Lent is a time of preparation for Easter and the mysteries of life, death and resurrection that we celebrate during Holy Week. Many Christians understand this preparation primarily in terms of things that they choose to give up for the 40 days before Easter. But if Holy Week is a ritual walk through the events of the passion, crucifixion and resurrection of Jesus, perhaps the most basic way of thinking about preparation for this is to view Lent as spreading our engagement with these Holy Week events over 40 days rather than 7. What if you could use Lent as a 6 week journey with Jesus in which you spend time with him in Gospel meditation, watching his interactions with others and getting to know him? Think of how this would prepare you for Maundy Thursday when you accompany him to the Last Supper with his disciples. Or how it would help you enter more fully into his suffering and crucifixion on Good Friday, or your waiting with him on that longest day of the year - the Holy Saturday of his entombment. And think how this would help you then journey with Mary Magdalene to the tomb on Easter mornings, or be with the disciples when they first heard the news of his resurrection.
This is preparation that my book, Contemplative Vision: A Guide to Christian Art and Prayer can greatly assist. What I present in it is a series of guided meditations on Biblical passages and Christian art that have been based on them. Any of the meditations would be suitable, but after reading and reflecting on the introduction and first chapter, which present a discussion of the role of seeing and awareness in Christian spirituality and which would form an excellent focus for the first week of Lent, five are particularly well suited to Lent and could each serve as a focus for the next five weeks - Chapters 2, 3, 10, 9 and 12. Following them in this order they would lead you through a focus on Jesus’ preparation for ministry, relationships with others, journey to Calvary and death on the cross.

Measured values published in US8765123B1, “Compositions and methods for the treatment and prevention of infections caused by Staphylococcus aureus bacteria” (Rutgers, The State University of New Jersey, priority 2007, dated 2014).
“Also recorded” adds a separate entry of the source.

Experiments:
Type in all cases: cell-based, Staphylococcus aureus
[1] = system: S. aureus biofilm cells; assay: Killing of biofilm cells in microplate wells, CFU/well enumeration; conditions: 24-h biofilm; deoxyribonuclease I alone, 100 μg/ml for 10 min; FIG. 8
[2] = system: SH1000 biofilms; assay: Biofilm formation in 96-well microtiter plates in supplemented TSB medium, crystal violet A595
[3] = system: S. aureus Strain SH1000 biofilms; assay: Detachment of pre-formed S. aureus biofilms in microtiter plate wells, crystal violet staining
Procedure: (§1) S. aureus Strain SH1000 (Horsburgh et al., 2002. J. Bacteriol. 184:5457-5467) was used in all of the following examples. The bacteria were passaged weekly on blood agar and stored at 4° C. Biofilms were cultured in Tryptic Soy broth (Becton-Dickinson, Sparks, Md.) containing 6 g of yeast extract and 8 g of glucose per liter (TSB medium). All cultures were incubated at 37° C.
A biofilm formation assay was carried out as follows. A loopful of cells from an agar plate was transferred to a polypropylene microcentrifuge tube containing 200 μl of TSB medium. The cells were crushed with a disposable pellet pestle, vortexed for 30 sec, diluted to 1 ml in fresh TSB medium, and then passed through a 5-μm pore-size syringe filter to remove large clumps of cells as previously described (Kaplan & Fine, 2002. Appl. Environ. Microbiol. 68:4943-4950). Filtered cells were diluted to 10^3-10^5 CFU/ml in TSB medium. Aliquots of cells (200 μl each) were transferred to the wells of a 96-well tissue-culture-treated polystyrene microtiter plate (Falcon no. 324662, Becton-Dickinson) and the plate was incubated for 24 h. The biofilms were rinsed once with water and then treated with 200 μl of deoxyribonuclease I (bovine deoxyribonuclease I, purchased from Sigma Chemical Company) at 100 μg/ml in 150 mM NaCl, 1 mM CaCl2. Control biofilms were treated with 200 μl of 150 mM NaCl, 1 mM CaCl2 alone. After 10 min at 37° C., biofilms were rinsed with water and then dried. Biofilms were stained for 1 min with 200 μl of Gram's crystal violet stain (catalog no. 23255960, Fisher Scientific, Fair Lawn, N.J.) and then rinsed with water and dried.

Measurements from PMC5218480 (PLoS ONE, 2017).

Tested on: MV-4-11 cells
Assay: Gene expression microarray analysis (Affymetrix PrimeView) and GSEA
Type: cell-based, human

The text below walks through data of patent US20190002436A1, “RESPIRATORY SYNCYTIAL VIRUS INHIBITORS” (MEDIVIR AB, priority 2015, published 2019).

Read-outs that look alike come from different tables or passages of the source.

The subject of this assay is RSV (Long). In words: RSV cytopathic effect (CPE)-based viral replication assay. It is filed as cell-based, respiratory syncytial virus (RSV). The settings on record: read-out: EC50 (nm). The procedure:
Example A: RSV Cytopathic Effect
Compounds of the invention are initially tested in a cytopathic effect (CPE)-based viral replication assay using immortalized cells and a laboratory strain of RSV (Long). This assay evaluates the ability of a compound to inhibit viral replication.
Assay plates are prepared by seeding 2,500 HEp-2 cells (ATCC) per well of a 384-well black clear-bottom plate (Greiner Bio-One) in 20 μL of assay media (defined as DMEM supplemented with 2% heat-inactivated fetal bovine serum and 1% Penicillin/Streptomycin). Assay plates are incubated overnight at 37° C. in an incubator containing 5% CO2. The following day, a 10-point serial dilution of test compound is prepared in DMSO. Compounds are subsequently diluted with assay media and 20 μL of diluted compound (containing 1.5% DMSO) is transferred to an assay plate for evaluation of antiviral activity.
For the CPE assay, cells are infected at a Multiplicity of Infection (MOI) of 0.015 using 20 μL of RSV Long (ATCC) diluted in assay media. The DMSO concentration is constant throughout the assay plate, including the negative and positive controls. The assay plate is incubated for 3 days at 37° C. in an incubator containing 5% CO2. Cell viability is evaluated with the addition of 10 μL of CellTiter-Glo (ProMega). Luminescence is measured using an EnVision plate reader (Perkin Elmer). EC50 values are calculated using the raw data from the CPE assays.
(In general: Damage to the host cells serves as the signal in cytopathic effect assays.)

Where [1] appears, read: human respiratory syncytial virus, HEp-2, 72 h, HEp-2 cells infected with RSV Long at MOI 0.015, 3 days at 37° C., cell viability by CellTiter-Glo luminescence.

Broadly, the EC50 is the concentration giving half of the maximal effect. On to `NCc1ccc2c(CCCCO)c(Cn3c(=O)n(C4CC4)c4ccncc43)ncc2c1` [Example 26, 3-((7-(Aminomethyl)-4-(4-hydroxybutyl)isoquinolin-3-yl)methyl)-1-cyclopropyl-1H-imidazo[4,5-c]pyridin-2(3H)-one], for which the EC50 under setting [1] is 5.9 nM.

To enter into these meditations, I would suggest that after a moment of silent prayer, you read the text aloud, slowly and prayerfully. Do this several times leaving lots of reflective space. Then look at the piece of art that was based on this text. Again, don’t rush. Allow yourself enough time to really see it, and to notice what you sense and feel. Notice what God might be saying to you through the art, and how the art leads you back to the Scriptures. Then, slowly read the chapter in the book that brings together the art and the passage, moving your attention back and forth from the painting to the commentary. Then spend some time with the reflective questions at the end of each chapter.